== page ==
Certain sections of the British press love an excuse to bash doctors. You can guarantee that tomorrow — the first Wednesday in August — at least one shopworn hack will recycle the tired phrase ‘Black Wednesday’ in reference to the alleged risks to patients of entering hospital on day one of new doctors’ careers.
It’s tough enough taking those first tentative steps as a fledgling doctor — overwhelmed with imposter syndrome, convinced you’ll be found out — without newspaper headlines undermining you. I well remember a few years back the sting of the Daily Mail blaming new doctors themselves for the apparent increase in hospital deaths during August: ‘Black Wednesday: Today junior doctors will start work — and cause A&E death rates to increase by SIX per cent.’
Though anti-doctor spin is to be expected from the usual suspects, what is more surprising is the complicity — inadvertent or not — of those who should know better. In early August 2012, Professor Sir Bruce Keogh, the Medical Director of NHS England, promised in an interview ‘to end the so-called killing season’, enabling various papers immediately to splash his lurid phrase all over their front pages.
Such injudicious use of language is deeply harmful to the morale of young doctors and has no place coming from senior NHS executives. Then again, it is Sir Bruce, as we know, who apparently regards every weekend in our hospitals as a mini ‘killing season’ — and who, the Independent revealed this January, was not at all adverse to Whitehall ‘sexing up’ his letter to junior doctors, insinuating that those on strike might not return to work in the event of a Paris-style terrorist attack causing mass casualties.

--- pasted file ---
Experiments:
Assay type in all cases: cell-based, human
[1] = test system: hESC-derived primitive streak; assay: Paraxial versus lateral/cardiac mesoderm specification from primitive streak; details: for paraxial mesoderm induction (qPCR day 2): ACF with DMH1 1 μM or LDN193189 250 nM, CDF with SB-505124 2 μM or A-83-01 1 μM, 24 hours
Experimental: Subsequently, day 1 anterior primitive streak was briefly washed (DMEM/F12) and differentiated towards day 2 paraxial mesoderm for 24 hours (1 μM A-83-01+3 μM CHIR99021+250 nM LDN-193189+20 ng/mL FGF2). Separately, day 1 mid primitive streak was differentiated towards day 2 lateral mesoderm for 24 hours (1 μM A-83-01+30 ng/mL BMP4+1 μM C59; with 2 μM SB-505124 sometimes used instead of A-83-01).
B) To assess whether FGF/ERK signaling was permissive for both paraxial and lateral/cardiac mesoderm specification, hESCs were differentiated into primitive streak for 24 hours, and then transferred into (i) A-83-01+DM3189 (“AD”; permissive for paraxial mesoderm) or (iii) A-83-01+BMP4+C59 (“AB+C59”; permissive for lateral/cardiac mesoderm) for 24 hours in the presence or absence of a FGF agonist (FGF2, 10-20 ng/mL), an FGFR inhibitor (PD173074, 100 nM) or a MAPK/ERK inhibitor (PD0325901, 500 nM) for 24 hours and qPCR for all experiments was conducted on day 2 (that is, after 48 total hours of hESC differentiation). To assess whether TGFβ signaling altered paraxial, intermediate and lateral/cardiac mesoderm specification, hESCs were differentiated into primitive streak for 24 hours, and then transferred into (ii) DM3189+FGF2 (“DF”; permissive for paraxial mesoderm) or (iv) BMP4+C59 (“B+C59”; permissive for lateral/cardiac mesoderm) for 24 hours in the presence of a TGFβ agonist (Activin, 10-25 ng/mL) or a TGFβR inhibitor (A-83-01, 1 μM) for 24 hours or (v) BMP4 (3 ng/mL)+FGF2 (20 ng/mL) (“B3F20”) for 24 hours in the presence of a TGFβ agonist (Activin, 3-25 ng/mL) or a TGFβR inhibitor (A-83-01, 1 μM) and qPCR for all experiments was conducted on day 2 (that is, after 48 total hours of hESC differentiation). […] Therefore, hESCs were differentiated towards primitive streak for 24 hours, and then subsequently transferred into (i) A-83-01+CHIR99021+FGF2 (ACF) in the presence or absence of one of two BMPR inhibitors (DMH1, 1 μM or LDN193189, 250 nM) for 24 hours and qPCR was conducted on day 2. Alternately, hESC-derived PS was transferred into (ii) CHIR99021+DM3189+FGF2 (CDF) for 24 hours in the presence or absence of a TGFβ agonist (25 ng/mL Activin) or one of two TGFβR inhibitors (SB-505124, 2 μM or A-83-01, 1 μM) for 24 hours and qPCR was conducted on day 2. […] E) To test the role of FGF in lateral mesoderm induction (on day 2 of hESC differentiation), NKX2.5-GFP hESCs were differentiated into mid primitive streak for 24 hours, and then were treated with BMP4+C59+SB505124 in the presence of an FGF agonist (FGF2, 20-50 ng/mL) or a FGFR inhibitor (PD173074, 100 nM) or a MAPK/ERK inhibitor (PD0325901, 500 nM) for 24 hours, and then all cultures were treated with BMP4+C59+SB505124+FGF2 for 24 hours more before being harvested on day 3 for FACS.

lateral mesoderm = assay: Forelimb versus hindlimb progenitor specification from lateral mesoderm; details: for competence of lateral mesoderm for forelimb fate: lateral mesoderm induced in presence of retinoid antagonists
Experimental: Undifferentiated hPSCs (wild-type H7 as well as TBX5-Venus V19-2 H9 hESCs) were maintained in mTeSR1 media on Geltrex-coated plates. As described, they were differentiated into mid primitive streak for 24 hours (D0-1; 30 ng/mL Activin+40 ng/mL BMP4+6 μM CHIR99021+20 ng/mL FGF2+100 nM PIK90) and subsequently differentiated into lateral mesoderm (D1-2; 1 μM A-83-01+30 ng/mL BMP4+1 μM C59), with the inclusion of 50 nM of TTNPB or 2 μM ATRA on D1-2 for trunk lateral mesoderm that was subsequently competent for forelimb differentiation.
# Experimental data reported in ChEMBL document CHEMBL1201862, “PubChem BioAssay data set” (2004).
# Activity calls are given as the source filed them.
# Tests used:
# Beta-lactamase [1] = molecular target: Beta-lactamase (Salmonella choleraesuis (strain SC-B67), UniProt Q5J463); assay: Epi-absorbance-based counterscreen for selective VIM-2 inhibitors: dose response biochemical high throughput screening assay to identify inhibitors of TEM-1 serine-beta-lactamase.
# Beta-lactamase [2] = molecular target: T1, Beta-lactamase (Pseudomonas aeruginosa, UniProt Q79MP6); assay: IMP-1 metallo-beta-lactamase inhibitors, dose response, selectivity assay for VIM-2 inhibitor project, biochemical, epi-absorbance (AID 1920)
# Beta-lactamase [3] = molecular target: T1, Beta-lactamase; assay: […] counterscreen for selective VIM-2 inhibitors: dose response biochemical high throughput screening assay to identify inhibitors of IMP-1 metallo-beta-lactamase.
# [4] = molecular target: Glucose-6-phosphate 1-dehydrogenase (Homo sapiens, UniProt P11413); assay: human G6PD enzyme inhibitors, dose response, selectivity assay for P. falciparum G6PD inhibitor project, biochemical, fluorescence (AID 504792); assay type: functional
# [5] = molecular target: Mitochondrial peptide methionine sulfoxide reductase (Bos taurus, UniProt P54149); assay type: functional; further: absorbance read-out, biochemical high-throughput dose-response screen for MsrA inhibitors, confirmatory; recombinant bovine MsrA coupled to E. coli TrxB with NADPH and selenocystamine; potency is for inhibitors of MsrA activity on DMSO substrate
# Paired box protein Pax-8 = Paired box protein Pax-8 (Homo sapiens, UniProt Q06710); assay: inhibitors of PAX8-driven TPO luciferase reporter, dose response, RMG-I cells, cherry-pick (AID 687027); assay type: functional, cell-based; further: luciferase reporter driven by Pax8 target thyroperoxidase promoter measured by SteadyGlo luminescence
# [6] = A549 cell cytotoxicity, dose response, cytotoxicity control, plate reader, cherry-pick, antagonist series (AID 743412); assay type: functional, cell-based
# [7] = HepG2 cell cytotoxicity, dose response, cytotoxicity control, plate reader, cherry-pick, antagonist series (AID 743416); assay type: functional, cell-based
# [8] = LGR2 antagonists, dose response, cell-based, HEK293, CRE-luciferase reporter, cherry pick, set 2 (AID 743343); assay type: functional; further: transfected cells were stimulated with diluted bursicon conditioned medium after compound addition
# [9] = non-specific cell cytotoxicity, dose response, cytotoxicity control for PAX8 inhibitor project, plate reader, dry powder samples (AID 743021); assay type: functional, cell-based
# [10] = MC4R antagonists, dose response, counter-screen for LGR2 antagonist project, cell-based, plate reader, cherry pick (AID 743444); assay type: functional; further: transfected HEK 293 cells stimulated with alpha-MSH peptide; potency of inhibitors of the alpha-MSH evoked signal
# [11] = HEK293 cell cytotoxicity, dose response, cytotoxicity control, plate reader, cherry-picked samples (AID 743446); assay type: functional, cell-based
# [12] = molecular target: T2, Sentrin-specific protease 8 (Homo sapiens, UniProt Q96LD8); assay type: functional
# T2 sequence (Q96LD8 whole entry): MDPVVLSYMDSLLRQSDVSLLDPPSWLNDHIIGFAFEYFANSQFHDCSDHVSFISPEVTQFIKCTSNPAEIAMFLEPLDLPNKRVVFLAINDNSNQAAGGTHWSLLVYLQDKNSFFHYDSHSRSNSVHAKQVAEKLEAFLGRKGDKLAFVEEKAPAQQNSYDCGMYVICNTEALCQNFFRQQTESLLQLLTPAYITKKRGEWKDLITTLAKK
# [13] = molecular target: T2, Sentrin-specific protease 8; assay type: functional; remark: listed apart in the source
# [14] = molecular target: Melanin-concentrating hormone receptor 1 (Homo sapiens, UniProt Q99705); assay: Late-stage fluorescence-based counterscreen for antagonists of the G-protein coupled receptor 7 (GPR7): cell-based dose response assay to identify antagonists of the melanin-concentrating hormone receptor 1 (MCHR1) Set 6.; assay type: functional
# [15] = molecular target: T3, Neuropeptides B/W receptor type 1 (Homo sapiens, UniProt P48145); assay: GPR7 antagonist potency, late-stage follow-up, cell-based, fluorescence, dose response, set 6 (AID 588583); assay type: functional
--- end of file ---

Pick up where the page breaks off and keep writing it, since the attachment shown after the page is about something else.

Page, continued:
Perhaps it was not Sir Bruce’s intention to add a veneer of legitimacy to the Mail’s sensationalist claims about the annual ‘scandal’ of avoidable deaths caused by neophyte doctors. One hopes not — since the original study upon which these headlines were based used in-hospital mortality statistics that establish only correlation and not causation (much like Keogh’s own, infamous ‘weekend effect’ papers, themselves misused by Jeremy Hunt to blame excess weekend deaths on doctors being too lazy/avaricious to work weekends).
If tomorrow feels black to the NHS’s newest doctors, then that shadow is surely cast by a long, ignominious year of politicians, journalists and certain senior figures within the medical establishment casting aspersion after aspersion on the motives, hopes and values of the UK’s junior doctors. I’ve certainly found it tough staying positive while being smeared, attacked and bullied by a health secretary and his department’s press office.
But — dear medical students of today, doctors of tomorrow — you are about to discover something worth a thousand times more than a politician’s rhetoric. Tomorrow, you get to care for your very own patients. You get to discover the sheer privilege, the absolute joy of making a difference, every single day, to people’s lives. You will share their hopes, stitch their wounds, restart their stalled hearts and try to calm their worst fears. I don’t doubt your tenacity, dedication, intelligence, compassion. You could have chosen anything — hedge funds, Ferraris, fame, power. You didn’t. You chose helping people.